Although some agricultural producers in South Central Texas and the state’s Winter Garden area have suffered losses due to recent rains and flooding, many others will benefit from them in the long term, said Texas A&M AgriLife Extension Service experts.
Dr. Rob Hogan, AgriLife Extension agricultural economist in Uvalde, said though persistent rains have had a negative impact in both urban and rural parts of the region, damaging or destroying property and crops, producers should expect positive returns from future crops and livestock.
The Winter Garden agricultural region consists primarily of Dimmit, Frio, La Salle and Zavala counties, and includes parts of Atascosa, Maverick, McMullen, Bexar, Medina, Wilson and Uvalde counties.
“The rains have been really tough on some wheat producers in the area as they came near harvest time,” Hogan said. “Many lost a good portion of their crop, and in some instances lost their entire crop.”
He said some of the wheat fields he had looked at in the region had some incredibly big heads, and when they filled out, they became top-heavy to where light winds and rain knocked them down. He also noted that many area producers who planted oats did not fare well due to the rains, and that the soil must have sustained some damage to its balance, as it had turned to sludge and mud. There are alternatives to fixing all of these concerns thankfully. For example, you can hire a topsoil service to come and provide fresh soil ready to be fertilized and used to replace what was damaged by the strong winds and rain promptly.
“The amount of rain we received this spring was devastating to our onion crop,” said Bruce Frasier, president of Dixondale Farms in Carrizo Springs. “Typically we hope to get 20 inches of rain during an entire growing season, and it’s rough when you get about that much over a few weeks. I don’t think there are any vegetable crops that can withstand that much rain.”
Frasier said the replenished water table may be of future benefit, but Winter Garden producers have already lost millions of dollars due to crop damage and loss.
“It will take quite a while to plant and harvest enough crops to make up for those losses,” he said.
“While some of the area’s producers took a pretty hard beating this year, overall I suspect the rains will ultimately be a blessing,” Hogan said.
He said due to the timing of their planting, upcoming corn, cotton and grain sorghum crops will likely benefit the soonest from recharged water sources and the improved soil profile.
“I think area producers can expect some pretty good yields from corn and really good yields from cotton,” Hogan said. “But due to timing, those producers who are planting grain sorghum will most likely get the greatest benefit. In all, I think producers can expect a ‘golden time,’ not only for crops currently in the ground, but also for those that haven’t yet been planted.”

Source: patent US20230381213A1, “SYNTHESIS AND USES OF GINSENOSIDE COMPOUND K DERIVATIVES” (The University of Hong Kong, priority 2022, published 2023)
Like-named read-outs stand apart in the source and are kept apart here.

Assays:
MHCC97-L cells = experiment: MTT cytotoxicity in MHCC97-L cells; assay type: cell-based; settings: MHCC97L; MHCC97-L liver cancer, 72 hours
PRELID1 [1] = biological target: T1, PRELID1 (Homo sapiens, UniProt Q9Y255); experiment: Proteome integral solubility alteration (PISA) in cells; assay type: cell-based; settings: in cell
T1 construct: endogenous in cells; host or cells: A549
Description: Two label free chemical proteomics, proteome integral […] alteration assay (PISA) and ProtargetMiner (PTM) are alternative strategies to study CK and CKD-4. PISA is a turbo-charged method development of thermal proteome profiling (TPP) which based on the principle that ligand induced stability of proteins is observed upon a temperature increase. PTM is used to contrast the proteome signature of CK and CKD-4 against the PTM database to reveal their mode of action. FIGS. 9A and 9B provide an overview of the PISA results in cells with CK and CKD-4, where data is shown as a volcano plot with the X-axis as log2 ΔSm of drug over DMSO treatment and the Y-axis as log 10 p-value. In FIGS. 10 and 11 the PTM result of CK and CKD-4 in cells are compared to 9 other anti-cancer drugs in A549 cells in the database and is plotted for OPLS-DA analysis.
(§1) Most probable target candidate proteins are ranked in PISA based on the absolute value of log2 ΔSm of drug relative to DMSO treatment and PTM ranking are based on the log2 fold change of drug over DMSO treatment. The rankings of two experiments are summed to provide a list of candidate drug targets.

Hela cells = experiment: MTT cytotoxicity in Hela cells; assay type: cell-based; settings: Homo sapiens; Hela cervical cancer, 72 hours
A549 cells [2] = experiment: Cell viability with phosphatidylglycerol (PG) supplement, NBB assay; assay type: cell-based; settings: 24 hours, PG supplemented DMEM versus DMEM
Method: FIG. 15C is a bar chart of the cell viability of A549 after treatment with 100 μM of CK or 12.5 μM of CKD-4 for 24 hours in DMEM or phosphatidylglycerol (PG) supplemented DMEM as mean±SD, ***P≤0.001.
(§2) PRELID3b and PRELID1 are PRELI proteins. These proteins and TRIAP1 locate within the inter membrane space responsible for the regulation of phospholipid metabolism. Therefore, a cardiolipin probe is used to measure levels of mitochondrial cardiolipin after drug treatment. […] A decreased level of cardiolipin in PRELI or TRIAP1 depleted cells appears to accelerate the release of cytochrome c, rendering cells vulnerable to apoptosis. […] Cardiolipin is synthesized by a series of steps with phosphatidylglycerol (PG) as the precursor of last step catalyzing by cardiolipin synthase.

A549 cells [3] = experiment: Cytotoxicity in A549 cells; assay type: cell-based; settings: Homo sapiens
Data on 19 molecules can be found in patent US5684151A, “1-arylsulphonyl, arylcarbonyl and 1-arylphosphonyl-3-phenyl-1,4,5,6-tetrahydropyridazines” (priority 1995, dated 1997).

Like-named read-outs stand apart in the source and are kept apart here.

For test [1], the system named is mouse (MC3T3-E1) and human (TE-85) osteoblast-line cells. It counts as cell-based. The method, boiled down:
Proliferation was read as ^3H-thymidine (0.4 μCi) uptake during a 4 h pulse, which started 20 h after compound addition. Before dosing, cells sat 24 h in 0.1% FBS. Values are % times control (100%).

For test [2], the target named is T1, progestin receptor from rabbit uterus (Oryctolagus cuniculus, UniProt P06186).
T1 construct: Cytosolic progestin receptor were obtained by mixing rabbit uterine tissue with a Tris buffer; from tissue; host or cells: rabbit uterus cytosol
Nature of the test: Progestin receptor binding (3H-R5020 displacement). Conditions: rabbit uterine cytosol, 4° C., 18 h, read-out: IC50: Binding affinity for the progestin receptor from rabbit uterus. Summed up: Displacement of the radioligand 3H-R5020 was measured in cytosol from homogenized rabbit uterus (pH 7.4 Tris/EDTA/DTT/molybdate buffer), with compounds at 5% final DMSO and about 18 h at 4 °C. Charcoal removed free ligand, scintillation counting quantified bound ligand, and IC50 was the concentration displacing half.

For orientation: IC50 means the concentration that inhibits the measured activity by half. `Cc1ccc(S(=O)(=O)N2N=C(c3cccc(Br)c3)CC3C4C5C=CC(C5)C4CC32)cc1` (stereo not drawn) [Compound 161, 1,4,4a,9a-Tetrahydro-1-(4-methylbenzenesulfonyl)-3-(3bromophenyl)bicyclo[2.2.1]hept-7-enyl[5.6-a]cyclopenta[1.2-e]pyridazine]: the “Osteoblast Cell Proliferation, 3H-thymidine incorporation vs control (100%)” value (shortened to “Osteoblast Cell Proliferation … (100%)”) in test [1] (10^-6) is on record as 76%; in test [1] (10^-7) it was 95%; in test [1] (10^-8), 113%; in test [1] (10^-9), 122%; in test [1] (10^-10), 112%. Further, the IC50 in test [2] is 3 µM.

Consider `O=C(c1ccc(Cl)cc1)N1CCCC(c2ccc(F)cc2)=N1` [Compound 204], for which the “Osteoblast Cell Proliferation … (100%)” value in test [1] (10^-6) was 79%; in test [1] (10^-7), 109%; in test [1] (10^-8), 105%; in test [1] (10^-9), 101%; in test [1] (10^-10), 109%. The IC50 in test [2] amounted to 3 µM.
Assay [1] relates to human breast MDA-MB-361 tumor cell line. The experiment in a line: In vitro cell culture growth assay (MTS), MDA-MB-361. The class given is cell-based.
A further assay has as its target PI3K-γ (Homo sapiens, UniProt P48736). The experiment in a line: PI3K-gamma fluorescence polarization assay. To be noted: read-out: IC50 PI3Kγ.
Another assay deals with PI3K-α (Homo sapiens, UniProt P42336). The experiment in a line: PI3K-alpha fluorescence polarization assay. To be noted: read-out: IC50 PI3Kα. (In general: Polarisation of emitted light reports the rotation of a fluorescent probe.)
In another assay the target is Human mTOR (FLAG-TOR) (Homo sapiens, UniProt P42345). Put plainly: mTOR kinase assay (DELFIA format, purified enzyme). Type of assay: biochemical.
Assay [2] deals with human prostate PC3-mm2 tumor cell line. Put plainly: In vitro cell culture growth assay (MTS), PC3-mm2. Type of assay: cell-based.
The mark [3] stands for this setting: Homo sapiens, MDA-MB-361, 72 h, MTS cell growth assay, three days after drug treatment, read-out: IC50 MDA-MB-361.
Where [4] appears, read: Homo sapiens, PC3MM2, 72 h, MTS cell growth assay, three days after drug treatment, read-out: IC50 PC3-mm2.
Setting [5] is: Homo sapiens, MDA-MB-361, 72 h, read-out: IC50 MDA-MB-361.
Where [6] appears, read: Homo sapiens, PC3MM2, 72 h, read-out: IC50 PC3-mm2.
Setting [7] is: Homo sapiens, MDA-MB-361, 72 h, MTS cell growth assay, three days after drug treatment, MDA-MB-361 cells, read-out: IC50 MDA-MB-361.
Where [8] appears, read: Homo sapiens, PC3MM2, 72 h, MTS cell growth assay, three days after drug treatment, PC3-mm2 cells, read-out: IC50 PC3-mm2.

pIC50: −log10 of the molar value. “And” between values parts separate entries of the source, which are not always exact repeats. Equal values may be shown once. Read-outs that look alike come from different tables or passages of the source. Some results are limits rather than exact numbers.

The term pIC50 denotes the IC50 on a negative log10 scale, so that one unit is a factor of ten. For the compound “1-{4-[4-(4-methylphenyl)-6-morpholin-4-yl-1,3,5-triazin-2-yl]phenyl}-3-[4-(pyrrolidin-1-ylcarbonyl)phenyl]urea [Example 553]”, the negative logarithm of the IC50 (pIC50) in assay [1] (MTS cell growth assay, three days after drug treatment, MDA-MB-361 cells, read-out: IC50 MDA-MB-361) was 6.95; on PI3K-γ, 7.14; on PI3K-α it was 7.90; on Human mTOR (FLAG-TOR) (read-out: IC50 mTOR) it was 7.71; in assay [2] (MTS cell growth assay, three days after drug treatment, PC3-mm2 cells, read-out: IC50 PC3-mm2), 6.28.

He added that having additional moisture in the region’s soil will help reduce the amount of water typically used to irrigate crops, which will help lower producer costs and improve their bottom line.
“Vegetable crops will likely fare well in the near future, as they will get all the water they need through additional rainfall or irrigation,” he said. “And in coming months and even into next year, the region will probably continue to reap benefits from the soil moisture situation.”
Hogan said area producers planting summer and fall crops this year have reason to be hopeful.
“Spinach planting won’t begin until the fall, and since the rains have done much to recharge the aquifer and fill water reservoirs, this will help ensure future water availability for irrigation,” said Ed Ritchie, president of the Winter Garden Spinach Producers Board, based in Uvalde.
The region’s fruit and nut trees will also get a boost from the rains, said Dr. Larry Stein, AgriLife Extension horticulturist in Uvalde.
“The additional soil moisture will provide for exemplary fruit and nut tree growth and provide optimum greening conditions for pecans and citrus,” he said.
Livestock too will be beneficiaries of recent rains, though not without some potential trouble, said Dr. Rick Machen, AgriLife Extension livestock specialist, Uvalde.
“While the rains are providing lots of forage in area pastures, which is good for all area livestock, some livestock, especially sheep and goats, likely will experience greater parasitism due to the wet conditions,” Machen said. “We’re asking that producers do their best to try and stay on top of this problem, particularly by taking whatever proactive and preventive measures they can to protect their animals.”
Machen said young calves are also more likely to have parasites this year than in the past several years due to these conditions.
“Livestock producers will see these rains mainly as a blessing since there will be tall grass and other forage for their animals to eat,” Hogan said. “Livestock will have a good opportunity to get fat by grazing on lush green pastures. And there will be little or no need for supplemental feeding of cattle, which will help lower producer expenses and increase profitability.”
He said the improved conditions will also provide an opportunity for beef producers to replace or restock cattle they were forced to sell during the extended drought, which would bode well for a possible resurgence in the state’s cattle industry.